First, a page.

DIY Feather African JuJu Hat Tutorial

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The infamous Cameroon feather JuJu hat. I’ve been pining for one for well over a year now! I’ve pinned a million pins of all different colors, made a few small wool ones from this tutorial here, found a few decent priced ones on ebay, saved up to purchase an authentic one and debated back and forth which color I wanted best. With a semi-hefty price tag of $300-$600, these are definitely not a small purchase. But the heart wants what the heart wants and mine was set on a large white JuJu hat.

Then I came back down to earth and thought to myself: take your money and put it to use. Figure out how to make one!

When I first discovered JuJu hats, I googled a DIY version right away. Nothing came up and I wasn’t surprised. The authentic JuJu hat is hand sewn onto a raffia base. They are very detailed and intricate and I knew I didn’t have the patience or the know-how to figure out how to make one that way.

I did a lot of research on types of feathers. I spoke with several very helpful Etsy shop owners, including Katerina of StuffNFeathers. She helped me identify what types of feathers the traditional JuJu hat is made of and helped answer a whole slew of questions I had regarding my upcoming project.

At first, I looked at purchasing loose, bulk feathers to sew together, but one blessed day I discovered you could buy pre-strung feathers (feathers sewn onto a string). Whew! (And yay!) After I found out about strung feathers, I looked at several different websites, trying to decide what would be the best route to take.

I purchased my feathers through Feather Place/Zucker Feather Products. They had the best pricing and best selection. They were very friendly and great to work with, even allowing me to return a few strungs that didn’t end up working out for me. They are internet-based and have fast, cost-efficient shipping. (On a side note: do not plan on using different kinds of feathers, especially rooster schlappens. I tried white schlappens and they weren’t coarse enough. Rooster coque feathers work best for this project.)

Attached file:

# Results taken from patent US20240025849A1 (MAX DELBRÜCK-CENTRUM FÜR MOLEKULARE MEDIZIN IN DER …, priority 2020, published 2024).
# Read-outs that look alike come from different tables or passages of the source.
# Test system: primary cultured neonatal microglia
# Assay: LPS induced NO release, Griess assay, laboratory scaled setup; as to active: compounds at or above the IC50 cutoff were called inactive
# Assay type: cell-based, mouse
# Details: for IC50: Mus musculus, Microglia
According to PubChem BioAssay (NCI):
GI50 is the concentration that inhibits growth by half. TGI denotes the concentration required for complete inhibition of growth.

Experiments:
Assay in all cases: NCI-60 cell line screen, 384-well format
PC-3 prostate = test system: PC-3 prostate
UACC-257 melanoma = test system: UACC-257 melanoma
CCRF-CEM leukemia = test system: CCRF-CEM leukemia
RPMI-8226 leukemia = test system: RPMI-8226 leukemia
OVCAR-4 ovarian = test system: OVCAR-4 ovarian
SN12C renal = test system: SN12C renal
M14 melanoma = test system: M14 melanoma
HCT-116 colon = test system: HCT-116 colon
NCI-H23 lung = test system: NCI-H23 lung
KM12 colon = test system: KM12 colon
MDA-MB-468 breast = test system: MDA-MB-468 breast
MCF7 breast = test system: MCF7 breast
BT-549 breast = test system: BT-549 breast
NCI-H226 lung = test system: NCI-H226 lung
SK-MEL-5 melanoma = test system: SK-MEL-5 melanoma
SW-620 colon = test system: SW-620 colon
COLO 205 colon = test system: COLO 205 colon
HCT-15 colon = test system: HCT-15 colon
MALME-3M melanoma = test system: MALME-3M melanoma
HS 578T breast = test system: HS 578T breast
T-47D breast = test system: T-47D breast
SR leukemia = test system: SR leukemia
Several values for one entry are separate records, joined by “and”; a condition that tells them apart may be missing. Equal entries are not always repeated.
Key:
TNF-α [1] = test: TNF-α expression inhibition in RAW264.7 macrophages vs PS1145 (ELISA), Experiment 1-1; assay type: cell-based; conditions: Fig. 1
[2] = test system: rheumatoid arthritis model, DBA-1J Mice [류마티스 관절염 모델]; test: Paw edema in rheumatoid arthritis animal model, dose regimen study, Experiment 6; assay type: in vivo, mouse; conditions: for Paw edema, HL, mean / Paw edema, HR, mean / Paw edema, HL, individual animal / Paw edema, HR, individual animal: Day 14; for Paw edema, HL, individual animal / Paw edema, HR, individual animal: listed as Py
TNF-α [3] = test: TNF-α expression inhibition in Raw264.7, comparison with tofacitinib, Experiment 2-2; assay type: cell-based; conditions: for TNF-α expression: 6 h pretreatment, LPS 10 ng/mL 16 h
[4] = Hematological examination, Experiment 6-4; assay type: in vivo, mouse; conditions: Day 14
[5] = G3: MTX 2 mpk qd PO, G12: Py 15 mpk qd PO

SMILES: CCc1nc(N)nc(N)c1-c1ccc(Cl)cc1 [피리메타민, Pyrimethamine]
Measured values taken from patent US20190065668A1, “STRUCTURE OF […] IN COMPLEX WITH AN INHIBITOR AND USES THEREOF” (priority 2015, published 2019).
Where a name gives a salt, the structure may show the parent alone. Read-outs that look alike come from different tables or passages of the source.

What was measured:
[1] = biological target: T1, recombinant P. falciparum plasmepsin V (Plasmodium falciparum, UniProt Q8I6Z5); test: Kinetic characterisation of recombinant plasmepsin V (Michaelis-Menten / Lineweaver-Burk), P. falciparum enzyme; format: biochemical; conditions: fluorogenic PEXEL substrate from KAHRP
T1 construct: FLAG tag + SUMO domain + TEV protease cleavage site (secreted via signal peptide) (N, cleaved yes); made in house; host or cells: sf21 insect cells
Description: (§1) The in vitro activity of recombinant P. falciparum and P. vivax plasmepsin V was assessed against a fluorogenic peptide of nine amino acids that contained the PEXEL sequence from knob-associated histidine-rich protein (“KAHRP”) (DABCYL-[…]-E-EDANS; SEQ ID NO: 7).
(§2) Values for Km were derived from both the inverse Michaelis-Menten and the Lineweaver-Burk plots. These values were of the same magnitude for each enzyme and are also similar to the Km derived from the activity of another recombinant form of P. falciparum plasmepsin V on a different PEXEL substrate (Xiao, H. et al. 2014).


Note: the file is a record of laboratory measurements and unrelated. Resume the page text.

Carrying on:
Authentic JuJu Hats are around 30-32 inches in diameter and are made of rooster tails, or coque tail feathers. I was told that the authentic hats have feathers anywhere from 10-16 inches long. Strung coque feathers are usually sold the pound and measured by the yard. Because of the amount of yardage I needed, I decided to go with shorter feathers, because the shorter the feathers, the more yardage you get for your money, per pound.

Ideally, I wanted to purchase white coque feathers for this project, but white coque feathers are super spendy for some reason (well above what the other colors of coque feathers are priced at).  Feather Place offers a wheat/beige color and that’s what I decided to order.

Here are the specifics of what I ordered to make one 30 inch beige juju hat:

½ lb. of strung natural bleach coque feathers, 6-8 inches in size (buy them from Feather Place here). They are priced at $45.50 per ¼ lb. So, you’re looking at around $100 to make one juju hat. They have many different colors, beige was my favorite.

Other materials needed:

One large sheet of poster board

Hot glue gun

Hand-held hole punch


Now, I have to say that this is NOT an inexpensive project. It’s a fraction of the cost of an authentic JuJu hat and a good alternative,  but it’s still quite a bit more than I would normally spend on a craft project, especially when venturing out into unknown DIY territory. I’m happy to say it’s not unknown territory anymore. And I’m excited to share with you how it turned out! I know I can’t be the only girl out there who has been jonesing to put a heap of feathers on her wall.